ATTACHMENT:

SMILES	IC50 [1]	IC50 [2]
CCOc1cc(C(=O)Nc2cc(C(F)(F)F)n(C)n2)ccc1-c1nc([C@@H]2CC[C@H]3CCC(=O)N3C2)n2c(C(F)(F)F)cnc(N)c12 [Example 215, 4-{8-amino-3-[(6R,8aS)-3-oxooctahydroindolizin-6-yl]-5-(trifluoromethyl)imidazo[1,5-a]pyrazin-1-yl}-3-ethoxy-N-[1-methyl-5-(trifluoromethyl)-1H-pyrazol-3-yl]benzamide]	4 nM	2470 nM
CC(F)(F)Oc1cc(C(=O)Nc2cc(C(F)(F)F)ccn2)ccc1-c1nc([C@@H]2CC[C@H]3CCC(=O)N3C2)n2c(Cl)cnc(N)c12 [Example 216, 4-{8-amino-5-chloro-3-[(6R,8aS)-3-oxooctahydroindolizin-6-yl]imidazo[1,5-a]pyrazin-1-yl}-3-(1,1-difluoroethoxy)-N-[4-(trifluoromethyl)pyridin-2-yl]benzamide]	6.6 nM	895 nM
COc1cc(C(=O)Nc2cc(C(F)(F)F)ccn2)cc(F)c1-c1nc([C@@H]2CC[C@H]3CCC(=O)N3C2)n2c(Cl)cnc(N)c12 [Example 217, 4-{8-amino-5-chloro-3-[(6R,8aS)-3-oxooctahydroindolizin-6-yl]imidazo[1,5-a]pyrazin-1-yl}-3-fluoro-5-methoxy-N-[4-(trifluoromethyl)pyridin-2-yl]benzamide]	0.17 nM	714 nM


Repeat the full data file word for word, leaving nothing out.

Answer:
SMILES	IC50 [1]	IC50 [2]
CCOc1cc(C(=O)Nc2cc(C(F)(F)F)n(C)n2)ccc1-c1nc([C@@H]2CC[C@H]3CCC(=O)N3C2)n2c(C(F)(F)F)cnc(N)c12 [Example 215, 4-{8-amino-3-[(6R,8aS)-3-oxooctahydroindolizin-6-yl]-5-(trifluoromethyl)imidazo[1,5-a]pyrazin-1-yl}-3-ethoxy-N-[1-methyl-5-(trifluoromethyl)-1H-pyrazol-3-yl]benzamide]	4 nM	2470 nM
CC(F)(F)Oc1cc(C(=O)Nc2cc(C(F)(F)F)ccn2)ccc1-c1nc([C@@H]2CC[C@H]3CCC(=O)N3C2)n2c(Cl)cnc(N)c12 [Example 216, 4-{8-amino-5-chloro-3-[(6R,8aS)-3-oxooctahydroindolizin-6-yl]imidazo[1,5-a]pyrazin-1-yl}-3-(1,1-difluoroethoxy)-N-[4-(trifluoromethyl)pyridin-2-yl]benzamide]	6.6 nM	895 nM
COc1cc(C(=O)Nc2cc(C(F)(F)F)ccn2)cc(F)c1-c1nc([C@@H]2CC[C@H]3CCC(=O)N3C2)n2c(Cl)cnc(N)c12 [Example 217, 4-{8-amino-5-chloro-3-[(6R,8aS)-3-oxooctahydroindolizin-6-yl]imidazo[1,5-a]pyrazin-1-yl}-3-fluoro-5-methoxy-N-[4-(trifluoromethyl)pyridin-2-yl]benzamide]	0.17 nM	714 nM